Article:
Olympic 1500m champion Faith Kipyegon made a rare 800m start, winning in a personal-best 1:57.68. The only woman to run faster over the last two years is double Olympic gold medalist Caster Semenya, who is now barred from events from the 400m through the mile unless she takes testosterone-suppressing measures.

Aaron Mallett won the 110m hurdles in a personal-best 13.15 seconds, making him the third-fastest American over the last three years behind Grant Holloway and Daniel Roberts. The top three at Olympic Trials next June make the Tokyo team.

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2020 French Open women’s singles draw, bracket

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If Serena Williams is to win a record-tying 24th Grand Slam singles title at the French Open, she may have to go through her older sister in the fourth round.

Williams, the sixth seed, could play Venus Williams in the round of 16 at Roland Garros, which begins Sunday.

Serena opens against countrywoman Kristie Ahn, whom she beat in the first round at the U.S. Open. Serena could then get her U.S. Open quarterfinal opponent, fellow mom Tsvetana Pironkova of Bulgaria, in the second round.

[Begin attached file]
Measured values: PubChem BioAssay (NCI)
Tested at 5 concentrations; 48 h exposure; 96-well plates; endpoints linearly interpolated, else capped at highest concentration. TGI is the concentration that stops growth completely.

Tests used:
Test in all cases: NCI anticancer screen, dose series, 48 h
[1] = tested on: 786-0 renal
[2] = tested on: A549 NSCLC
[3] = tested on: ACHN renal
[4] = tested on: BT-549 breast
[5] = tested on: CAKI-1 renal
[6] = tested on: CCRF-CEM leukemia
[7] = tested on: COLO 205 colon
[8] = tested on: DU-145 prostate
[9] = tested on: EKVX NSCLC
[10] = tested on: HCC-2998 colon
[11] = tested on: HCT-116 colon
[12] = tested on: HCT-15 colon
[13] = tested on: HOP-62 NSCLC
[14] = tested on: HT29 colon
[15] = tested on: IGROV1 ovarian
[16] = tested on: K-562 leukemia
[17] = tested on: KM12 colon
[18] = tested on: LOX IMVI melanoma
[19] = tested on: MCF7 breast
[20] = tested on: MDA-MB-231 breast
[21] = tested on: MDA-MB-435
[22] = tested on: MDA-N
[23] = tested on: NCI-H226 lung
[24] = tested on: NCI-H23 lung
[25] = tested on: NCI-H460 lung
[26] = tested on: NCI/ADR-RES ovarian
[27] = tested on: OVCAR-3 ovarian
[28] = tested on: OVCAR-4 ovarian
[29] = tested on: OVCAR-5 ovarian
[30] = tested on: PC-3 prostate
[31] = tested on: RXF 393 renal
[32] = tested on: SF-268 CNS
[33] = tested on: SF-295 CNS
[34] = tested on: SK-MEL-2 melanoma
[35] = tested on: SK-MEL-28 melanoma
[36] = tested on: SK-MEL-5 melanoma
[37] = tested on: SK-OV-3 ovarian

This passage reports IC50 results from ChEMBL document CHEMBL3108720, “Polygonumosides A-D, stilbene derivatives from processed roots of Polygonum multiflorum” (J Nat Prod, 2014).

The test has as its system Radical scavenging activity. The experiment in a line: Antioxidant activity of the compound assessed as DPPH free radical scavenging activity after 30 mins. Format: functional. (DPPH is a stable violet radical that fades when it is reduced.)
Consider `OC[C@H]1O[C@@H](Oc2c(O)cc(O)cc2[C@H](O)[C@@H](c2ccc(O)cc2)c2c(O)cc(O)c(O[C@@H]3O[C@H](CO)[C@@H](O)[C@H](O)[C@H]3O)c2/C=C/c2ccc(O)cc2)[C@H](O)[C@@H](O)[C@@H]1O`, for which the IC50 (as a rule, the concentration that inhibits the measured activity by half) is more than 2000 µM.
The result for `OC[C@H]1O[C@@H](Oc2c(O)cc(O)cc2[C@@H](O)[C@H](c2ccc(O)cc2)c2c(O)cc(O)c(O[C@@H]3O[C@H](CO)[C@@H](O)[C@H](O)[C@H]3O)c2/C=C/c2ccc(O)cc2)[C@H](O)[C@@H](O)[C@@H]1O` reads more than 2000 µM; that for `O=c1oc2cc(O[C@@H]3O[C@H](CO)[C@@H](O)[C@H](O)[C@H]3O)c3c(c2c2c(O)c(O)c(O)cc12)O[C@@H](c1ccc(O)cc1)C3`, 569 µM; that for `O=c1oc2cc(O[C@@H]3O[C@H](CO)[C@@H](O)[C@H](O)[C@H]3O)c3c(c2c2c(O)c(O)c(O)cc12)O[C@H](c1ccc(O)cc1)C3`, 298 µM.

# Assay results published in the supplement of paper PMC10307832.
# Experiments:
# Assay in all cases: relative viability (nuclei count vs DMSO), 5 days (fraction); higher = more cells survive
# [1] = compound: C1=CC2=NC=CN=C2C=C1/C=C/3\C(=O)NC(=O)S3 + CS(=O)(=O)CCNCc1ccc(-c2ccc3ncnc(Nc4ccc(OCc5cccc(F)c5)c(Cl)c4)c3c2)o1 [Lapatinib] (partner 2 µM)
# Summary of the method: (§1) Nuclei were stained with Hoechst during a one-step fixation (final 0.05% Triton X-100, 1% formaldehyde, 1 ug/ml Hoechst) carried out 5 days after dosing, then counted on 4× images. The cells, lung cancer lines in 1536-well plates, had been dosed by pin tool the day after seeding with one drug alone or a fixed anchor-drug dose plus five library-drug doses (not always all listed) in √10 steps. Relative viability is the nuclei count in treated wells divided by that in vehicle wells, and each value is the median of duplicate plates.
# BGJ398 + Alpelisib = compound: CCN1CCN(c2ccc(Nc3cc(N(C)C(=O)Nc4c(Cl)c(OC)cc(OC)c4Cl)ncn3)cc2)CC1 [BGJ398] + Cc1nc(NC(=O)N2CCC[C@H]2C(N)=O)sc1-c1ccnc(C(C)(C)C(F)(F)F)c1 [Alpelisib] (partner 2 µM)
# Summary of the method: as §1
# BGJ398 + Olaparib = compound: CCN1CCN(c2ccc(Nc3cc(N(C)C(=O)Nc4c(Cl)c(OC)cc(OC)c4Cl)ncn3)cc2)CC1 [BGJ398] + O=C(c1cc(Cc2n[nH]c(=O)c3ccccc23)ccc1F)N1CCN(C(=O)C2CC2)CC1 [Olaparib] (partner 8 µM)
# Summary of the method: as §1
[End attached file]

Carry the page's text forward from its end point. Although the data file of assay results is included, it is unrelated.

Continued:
If Venus is to reach the fourth round, she must potentially get past U.S. Open runner-up Victoria Azarenka in the second round. Azarenka beat Serena in the U.S. Open semifinals, ending the American’s latest bid to tie Margaret Court‘s major titles record.

Venus lost in the French Open first round the last two years.

The French Open top seed is 2018 champion Simona Halep, who could play 2019 semifinalist Amanda Anisimova in the third round.

Coco Gauff, the rising 16-year-old American, gets 2019 semifinalist Jo Konta of Great Britain in the first round in the same quarter of the draw as Halep.

The field lacks defending champion Ash Barty of Australia, not traveling due to the coronavirus pandemic.

Also out: U.S. Open winner Naomi Osaka, citing a sore hamstring and tight turnaround from prevailing in New York two weeks ago.

FRENCH OPEN DRAWS: Men | Women | TV Schedule